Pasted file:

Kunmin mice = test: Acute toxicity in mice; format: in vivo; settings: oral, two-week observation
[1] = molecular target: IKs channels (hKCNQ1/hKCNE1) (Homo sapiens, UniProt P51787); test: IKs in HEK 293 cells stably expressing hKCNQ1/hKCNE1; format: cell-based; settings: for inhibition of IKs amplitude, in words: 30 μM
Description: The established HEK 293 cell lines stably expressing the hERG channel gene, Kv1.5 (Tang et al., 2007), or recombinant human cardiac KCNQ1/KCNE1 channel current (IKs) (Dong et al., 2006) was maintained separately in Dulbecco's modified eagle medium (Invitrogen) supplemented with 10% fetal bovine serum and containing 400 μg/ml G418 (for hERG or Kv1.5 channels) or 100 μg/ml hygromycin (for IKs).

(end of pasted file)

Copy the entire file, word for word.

Kunmin mice = test: Acute toxicity in mice; format: in vivo; settings: oral, two-week observation
[1] = molecular target: IKs channels (hKCNQ1/hKCNE1) (Homo sapiens, UniProt P51787); test: IKs in HEK 293 cells stably expressing hKCNQ1/hKCNE1; format: cell-based; settings: for inhibition of IKs amplitude, in words: 30 μM
Description: The established HEK 293 cell lines stably expressing the hERG channel gene, Kv1.5 (Tang et al., 2007), or recombinant human cardiac KCNQ1/KCNE1 channel current (IKs) (Dong et al., 2006) was maintained separately in Dulbecco's modified eagle medium (Invitrogen) supplemented with 10% fetal bovine serum and containing 400 μg/ml G418 (for hERG or Kv1.5 channels) or 100 μg/ml hygromycin (for IKs).